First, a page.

Risk Insider: Patty Hostine

Bad Faith or Unfounded Requests?

By: | May 14, 2015 • 3 min read
Patricia Hostine, MBA, ARM-E, LPC, CRC, MSCC, CWCP, CLMS has more than 25 years’ experience in workers’ compensation from both the vendor and corporate perspectives. She is the Program Leader- Case Management Domino’s Pizza, LLC – Supply Chain. She can be reached at [email protected]

There’s a Mississippi case that’s been kicking around since 1992 related to physician prescribed Nike Air Max sneakers and a Whirlpool tub, and bad faith actions by the carrier. I’m not going to continue the debate on bad faith, as I think that’s in the eye of the beholder (or in this case, the courts) but rather point the discussion toward what are reasonable and necessary medical treatments and supplies.

We’ve all seen requests for jetted tubs, hot tubs, mattresses, shoes and perhaps other items that normally would not be considered medically necessary — some of which I blush to think about. When I see them, I wonder “Why?” What elevates the need for any of those items to the status of medical necessity?

A physician writes on a prescription pad that the injured worker requires a new mattress, but has never seen the worker’s home, let alone their mattress. (I think if they have seen the worker’s mattress we have much bigger problems in the claim.)

What research has been done to show that Nike Air Max is the only shoe beneficial to someone with back problems versus an orthopedic shoe with inserts? What about a jetted tub makes it medically necessary? What therapeutic value does it add that is superior to a warm bath with Epsom salts?

The difference between push-back and bad faith is in addressing the issue. When items seem out of the ordinary, put it back on the physician to explain the necessity.

I am reminded of a back claim case I had. The physician wrote on a prescription pad that the injured worker required a California King Tempur-Pedic mattress. When I saw it, I thought “why?” Why is her current mattress not meeting her needs? Why king size? Why Tempur-Pedic? Upon discussion I learned it wasn’t that there was a medical need, but due to the age of her mattress the physician thought she would benefit from a new one.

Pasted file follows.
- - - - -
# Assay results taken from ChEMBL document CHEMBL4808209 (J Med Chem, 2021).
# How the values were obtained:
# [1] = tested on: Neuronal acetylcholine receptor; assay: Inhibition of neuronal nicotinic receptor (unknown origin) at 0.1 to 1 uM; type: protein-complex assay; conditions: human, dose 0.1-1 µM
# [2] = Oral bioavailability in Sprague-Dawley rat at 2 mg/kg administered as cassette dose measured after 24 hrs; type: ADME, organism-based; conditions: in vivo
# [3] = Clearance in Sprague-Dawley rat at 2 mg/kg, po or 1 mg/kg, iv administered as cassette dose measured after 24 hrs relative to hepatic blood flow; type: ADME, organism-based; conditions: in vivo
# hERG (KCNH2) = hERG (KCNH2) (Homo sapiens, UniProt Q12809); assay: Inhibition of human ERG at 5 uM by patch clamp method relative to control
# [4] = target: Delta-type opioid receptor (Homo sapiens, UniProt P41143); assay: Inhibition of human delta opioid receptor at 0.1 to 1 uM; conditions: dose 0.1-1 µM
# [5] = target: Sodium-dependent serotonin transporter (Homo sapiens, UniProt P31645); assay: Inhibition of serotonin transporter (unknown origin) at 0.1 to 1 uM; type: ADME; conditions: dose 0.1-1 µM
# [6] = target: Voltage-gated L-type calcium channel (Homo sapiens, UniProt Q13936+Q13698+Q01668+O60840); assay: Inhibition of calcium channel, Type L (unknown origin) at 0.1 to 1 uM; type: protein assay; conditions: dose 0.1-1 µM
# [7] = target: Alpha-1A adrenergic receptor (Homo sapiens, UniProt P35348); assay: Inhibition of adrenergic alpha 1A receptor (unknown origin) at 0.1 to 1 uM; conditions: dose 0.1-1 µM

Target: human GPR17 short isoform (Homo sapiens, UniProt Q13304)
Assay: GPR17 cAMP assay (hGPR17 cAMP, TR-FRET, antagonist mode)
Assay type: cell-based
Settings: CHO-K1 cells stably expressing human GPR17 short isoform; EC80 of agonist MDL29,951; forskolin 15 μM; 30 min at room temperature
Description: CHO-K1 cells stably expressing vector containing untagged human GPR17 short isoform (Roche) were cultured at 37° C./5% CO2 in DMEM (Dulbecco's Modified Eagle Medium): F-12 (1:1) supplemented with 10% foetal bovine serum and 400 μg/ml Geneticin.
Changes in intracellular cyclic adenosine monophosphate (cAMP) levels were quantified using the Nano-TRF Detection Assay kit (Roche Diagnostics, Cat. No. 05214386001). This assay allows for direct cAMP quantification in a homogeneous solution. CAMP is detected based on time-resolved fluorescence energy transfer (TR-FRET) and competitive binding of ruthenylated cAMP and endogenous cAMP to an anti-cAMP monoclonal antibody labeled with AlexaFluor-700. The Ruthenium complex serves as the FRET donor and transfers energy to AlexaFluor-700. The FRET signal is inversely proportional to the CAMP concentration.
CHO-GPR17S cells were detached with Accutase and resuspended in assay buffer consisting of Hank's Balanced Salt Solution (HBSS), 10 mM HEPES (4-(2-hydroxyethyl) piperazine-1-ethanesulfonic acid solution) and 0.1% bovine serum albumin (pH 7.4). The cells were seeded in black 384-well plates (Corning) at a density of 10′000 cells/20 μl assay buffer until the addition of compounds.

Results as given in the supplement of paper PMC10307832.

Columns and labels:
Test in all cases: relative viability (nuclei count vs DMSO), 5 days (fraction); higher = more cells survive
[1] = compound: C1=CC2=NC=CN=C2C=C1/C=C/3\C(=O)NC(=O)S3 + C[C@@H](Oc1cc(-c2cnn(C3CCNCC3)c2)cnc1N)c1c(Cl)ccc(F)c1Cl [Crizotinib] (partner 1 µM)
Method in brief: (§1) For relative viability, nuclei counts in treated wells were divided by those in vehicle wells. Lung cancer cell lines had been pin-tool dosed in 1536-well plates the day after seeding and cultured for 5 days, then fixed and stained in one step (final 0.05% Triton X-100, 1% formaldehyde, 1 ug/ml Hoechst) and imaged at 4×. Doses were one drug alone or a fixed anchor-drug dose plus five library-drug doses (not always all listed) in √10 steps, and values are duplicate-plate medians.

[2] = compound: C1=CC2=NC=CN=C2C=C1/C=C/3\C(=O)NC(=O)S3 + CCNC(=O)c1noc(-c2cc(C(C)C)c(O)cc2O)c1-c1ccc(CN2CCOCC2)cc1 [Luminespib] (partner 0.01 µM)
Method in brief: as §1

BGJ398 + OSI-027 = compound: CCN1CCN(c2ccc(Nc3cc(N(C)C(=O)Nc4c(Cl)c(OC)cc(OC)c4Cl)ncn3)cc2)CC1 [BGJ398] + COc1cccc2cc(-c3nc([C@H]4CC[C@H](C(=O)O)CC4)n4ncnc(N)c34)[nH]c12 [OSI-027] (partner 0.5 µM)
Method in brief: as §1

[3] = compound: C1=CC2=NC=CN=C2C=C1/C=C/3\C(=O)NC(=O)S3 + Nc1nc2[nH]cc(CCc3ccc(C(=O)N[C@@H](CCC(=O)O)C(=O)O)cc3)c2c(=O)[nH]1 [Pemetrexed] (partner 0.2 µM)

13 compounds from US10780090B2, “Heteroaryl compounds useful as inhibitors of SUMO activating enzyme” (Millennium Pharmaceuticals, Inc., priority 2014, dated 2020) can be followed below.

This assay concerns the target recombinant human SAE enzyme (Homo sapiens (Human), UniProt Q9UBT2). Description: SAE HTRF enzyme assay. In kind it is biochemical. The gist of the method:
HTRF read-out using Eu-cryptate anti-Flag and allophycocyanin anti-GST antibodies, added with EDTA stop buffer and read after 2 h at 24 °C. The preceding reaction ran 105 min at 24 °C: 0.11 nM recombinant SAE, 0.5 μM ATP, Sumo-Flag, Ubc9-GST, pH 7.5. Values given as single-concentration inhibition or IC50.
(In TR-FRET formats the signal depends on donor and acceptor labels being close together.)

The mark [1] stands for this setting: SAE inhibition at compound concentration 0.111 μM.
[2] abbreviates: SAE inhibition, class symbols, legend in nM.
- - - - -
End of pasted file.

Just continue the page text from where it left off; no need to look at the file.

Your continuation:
They say a mattress will last seven to 10 years. The employee was 58. The full size mattress she was sleeping on — the one she had been sharing with her husband for the entirety of their marriage — had been hers since she was a child. Small wonder she had a problem with her back.

This became a contentious point in mediation. She kept coming back to that new mattress. I offered to provide the residual value of her old mattress or rent/buy a twin mattress for her. In hindsight, that might have not helped the mediation. In the end, we agreed to a settlement number and the mediator came back to the mattress. It was a deal breaker for me on principle. I prepared to walk out. We settled — no mattress.

The difference between push-back and bad faith is in addressing the issue. When items seem out of the ordinary, put it back on the physician to explain the necessity. Why does that name brand meet their need better than others? Have they seen the old one? Where is the evidence that it is medically necessary? It is always better to question and then decide versus ignoring the request. You might just find a doctor that admits, “I don’t know — they just asked for it.”

Risk Matrix: Presented by Liberty Mutual Insurance

10 Critical Risks Shaping the Health Care Landscape Today

Opioid litigation and workplace violence are top risks for healthcare, but emergency preparedness and cyber security present evolving threats.
By: | December 3, 2018 • 2 min read

 

 

 

 

 

 

 

 

 

 

 

 

 

 

 

 

 




The R&I Editorial Team can be reached at [email protected]